A Father’s Thoughts

It was the kind of news that is etched into your memory forever. Like watching your child being born, except the complete opposite of emotions.  Perhaps it is more like remembering where you were and what you were doing when the attacks on 9/11 happened.  Because that’s what it felt like, and that’s what it was, an attack.

An attack on our 4-day old daughter’s health and future.  An attack on my wife and I and the joy we had waited four long years to be a part of.

And there was nothing I could do…

It was a normal sunny Saturday afternoon to the rest of the world. But for us, this was our first Saturday with our new daughter.  And this was her first Saturday, ever.

There had been a lot of firsts for me that amazing week.  First time watching a childbirth; first time cutting an umbilical cord; first time laying my eyes on my new daughter; first time changing a diaper; first time feeding a baby…first time after first time, but mainly, our first child had arrived as promised for our adoption.

Promised not only by the birthmother that had selected Anne-Marie and I from hundreds of other prospective parents, but a child that had been promised by God.  The path to this promise wasn’t exactly how Anne-Marie and I had pictured years ago when we first started dreaming of starting a family, but it was exactly how God had planned it all along.

Finding that path wasn’t easy. Following that path wasn’t easy. But for some reason, I thought that path would eventually begin to ease. I couldn’t have been more wrong.

That Saturday afternoon, my wife received a text from our daughter’s birthmother.  The message was vague, but said enough to make the both of us start to worry.

“Doctor called about baby…worried about some test results…his #…please call me”

Questions immediately began to swirl in my mind, and I’m certain my wife’s. What doctor? Why did they call her? What tests were we waiting for results on? What could be wrong from those tests? Why would we call you (the birthmother) when we have the doctor’s number?

Anne-Marie immediately dialed the doctor’s phone number as she walked into another room as I stayed to watch our daughter meet her grandmother for the first time. There was so much joy in the room that I stayed behind in, but I could tell that the joy was being sucked out of the room my wife had gone into as she spoke with the doctor and his nurses.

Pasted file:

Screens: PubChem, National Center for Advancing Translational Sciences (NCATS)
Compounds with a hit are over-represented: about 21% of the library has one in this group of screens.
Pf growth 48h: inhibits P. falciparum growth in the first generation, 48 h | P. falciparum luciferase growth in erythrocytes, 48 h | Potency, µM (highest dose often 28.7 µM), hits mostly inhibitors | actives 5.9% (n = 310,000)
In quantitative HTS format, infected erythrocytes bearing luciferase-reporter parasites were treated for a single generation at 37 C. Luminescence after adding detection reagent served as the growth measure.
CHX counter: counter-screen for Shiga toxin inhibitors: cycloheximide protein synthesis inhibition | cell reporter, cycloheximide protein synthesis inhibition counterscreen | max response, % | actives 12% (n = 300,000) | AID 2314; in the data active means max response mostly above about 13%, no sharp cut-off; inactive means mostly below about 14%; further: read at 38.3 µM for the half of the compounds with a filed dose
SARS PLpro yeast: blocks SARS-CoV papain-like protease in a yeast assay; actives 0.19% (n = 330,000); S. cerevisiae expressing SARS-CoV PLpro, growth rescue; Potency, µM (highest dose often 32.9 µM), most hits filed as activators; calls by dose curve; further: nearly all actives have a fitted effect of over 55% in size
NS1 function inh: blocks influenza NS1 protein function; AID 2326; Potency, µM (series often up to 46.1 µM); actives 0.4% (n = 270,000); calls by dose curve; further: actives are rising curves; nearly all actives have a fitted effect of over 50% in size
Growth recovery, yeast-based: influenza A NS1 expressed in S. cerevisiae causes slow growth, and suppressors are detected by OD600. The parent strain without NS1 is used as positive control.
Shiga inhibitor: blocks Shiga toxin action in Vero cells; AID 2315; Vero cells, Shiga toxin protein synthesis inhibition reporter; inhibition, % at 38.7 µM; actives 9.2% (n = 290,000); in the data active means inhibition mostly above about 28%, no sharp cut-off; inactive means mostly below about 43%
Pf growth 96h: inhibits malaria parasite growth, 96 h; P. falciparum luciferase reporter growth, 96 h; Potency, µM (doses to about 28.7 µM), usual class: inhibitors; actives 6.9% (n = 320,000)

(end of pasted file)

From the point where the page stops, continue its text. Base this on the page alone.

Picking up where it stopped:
Why did I stay behind?  I need to be with my wife. She needs me to be there by her side. My daughter needs me to be there by my wife’s side and not next to her, even if Reagan doesn’t know it yet.

I left the calmness and joy of my daughter, and began to walk into the next room.  There was heaviness in the air as I walked closer to my wife as she furiously took notes on whatever the person she was speaking to was saying.  She glanced at me as I was trying to read the notes she was taking. The glance said it all, something wasn’t right. Something wasn’t right with our daughter.

A cry from our daughter came from the other room, and I looked back. Everything was ok there, but it wasn’t where I stood. I began to wonder, what could be wrong? How serious is this? She had just been tested the previous day for a heart murmur that had been cleared. Her EKG and echocardiogram both showed everything was ok. What more could there be?

Never ask that question.  Whether it’s good or bad, there can always be more.

When her conversation finished and Anne-Marie had hung up the phone, she began to explain to me what the doctors had told her.  She did a great job trying to relay the information she had just been told back to me, but I couldn’t understand what she was saying. It wasn’t because she was speaking unclearly or hadn’t taken good enough notes, but to me what she was saying all sounded like a foreign language.